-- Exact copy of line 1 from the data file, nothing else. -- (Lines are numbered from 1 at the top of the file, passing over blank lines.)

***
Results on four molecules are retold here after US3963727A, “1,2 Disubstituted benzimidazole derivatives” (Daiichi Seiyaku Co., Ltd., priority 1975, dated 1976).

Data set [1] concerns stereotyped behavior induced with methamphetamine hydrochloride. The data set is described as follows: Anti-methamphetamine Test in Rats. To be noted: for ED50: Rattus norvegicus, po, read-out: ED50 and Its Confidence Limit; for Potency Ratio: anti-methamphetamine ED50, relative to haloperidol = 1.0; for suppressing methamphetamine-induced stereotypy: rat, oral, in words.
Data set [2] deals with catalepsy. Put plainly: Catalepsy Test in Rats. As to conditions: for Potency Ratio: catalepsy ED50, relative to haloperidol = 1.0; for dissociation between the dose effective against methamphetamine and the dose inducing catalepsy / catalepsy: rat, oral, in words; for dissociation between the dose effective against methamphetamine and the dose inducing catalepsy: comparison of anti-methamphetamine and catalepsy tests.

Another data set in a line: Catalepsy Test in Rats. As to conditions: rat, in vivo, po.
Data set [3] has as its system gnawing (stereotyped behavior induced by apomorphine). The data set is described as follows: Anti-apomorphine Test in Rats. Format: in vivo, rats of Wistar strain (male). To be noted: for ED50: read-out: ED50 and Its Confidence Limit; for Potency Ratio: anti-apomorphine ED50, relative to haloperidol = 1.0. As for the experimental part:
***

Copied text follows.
Results on four molecules are retold here after US3963727A, “1,2 Disubstituted benzimidazole derivatives” (Daiichi Seiyaku Co., Ltd., priority 1975, dated 1976).